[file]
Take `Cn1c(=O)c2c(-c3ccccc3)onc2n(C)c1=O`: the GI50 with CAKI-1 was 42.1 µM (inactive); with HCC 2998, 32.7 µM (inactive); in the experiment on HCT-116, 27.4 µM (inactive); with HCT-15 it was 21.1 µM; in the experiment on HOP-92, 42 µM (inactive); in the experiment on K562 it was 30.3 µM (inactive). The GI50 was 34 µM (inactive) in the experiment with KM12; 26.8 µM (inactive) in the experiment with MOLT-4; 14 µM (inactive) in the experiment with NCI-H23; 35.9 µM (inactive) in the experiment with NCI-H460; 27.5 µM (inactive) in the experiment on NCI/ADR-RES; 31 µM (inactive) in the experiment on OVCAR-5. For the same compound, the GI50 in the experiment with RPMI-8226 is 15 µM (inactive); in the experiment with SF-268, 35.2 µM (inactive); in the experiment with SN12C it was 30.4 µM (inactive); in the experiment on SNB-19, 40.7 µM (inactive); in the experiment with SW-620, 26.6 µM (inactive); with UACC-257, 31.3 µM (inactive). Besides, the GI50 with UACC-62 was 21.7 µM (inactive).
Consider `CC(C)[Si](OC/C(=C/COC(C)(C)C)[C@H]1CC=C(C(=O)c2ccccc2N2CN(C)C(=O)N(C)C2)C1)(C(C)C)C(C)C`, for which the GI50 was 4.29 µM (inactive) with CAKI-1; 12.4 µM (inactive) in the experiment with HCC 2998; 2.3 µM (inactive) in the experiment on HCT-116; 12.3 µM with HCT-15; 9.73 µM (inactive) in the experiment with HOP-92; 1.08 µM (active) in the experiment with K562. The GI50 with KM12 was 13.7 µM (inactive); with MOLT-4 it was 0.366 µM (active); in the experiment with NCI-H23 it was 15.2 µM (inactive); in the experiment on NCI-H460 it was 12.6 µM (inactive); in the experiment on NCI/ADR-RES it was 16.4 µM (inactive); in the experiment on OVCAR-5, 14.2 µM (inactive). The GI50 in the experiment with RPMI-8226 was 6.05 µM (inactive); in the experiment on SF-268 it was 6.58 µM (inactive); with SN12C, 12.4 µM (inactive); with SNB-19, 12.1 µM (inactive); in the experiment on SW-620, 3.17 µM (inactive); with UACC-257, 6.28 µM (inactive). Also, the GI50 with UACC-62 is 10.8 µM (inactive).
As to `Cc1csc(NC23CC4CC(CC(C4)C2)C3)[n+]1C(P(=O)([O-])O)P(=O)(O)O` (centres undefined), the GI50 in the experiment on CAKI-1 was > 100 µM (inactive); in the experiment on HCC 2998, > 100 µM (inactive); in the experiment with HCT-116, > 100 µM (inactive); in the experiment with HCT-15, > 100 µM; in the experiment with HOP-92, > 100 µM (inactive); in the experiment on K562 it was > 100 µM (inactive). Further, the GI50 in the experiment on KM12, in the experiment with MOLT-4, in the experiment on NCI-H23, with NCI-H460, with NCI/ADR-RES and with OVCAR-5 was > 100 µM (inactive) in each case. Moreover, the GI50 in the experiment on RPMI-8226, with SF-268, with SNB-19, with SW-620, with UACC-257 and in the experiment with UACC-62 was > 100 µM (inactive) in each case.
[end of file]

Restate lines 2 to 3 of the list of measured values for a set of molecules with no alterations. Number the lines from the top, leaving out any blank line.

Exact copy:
Consider `CC(C)[Si](OC/C(=C/COC(C)(C)C)[C@H]1CC=C(C(=O)c2ccccc2N2CN(C)C(=O)N(C)C2)C1)(C(C)C)C(C)C`, for which the GI50 was 4.29 µM (inactive) with CAKI-1; 12.4 µM (inactive) in the experiment with HCC 2998; 2.3 µM (inactive) in the experiment on HCT-116; 12.3 µM with HCT-15; 9.73 µM (inactive) in the experiment with HOP-92; 1.08 µM (active) in the experiment with K562. The GI50 with KM12 was 13.7 µM (inactive); with MOLT-4 it was 0.366 µM (active); in the experiment with NCI-H23 it was 15.2 µM (inactive); in the experiment on NCI-H460 it was 12.6 µM (inactive); in the experiment on NCI/ADR-RES it was 16.4 µM (inactive); in the experiment on OVCAR-5, 14.2 µM (inactive). The GI50 in the experiment with RPMI-8226 was 6.05 µM (inactive); in the experiment on SF-268 it was 6.58 µM (inactive); with SN12C, 12.4 µM (inactive); with SNB-19, 12.1 µM (inactive); in the experiment on SW-620, 3.17 µM (inactive); with UACC-257, 6.28 µM (inactive). Also, the GI50 with UACC-62 is 10.8 µM (inactive).
As to `Cc1csc(NC23CC4CC(CC(C4)C2)C3)[n+]1C(P(=O)([O-])O)P(=O)(O)O` (centres undefined), the GI50 in the experiment on CAKI-1 was > 100 µM (inactive); in the experiment on HCC 2998, > 100 µM (inactive); in the experiment with HCT-116, > 100 µM (inactive); in the experiment with HCT-15, > 100 µM; in the experiment with HOP-92, > 100 µM (inactive); in the experiment on K562 it was > 100 µM (inactive). Further, the GI50 in the experiment on KM12, in the experiment with MOLT-4, in the experiment on NCI-H23, with NCI-H460, with NCI/ADR-RES and with OVCAR-5 was > 100 µM (inactive) in each case. Moreover, the GI50 in the experiment on RPMI-8226, with SF-268, with SNB-19, with SW-620, with UACC-257 and in the experiment with UACC-62 was > 100 µM (inactive) in each case.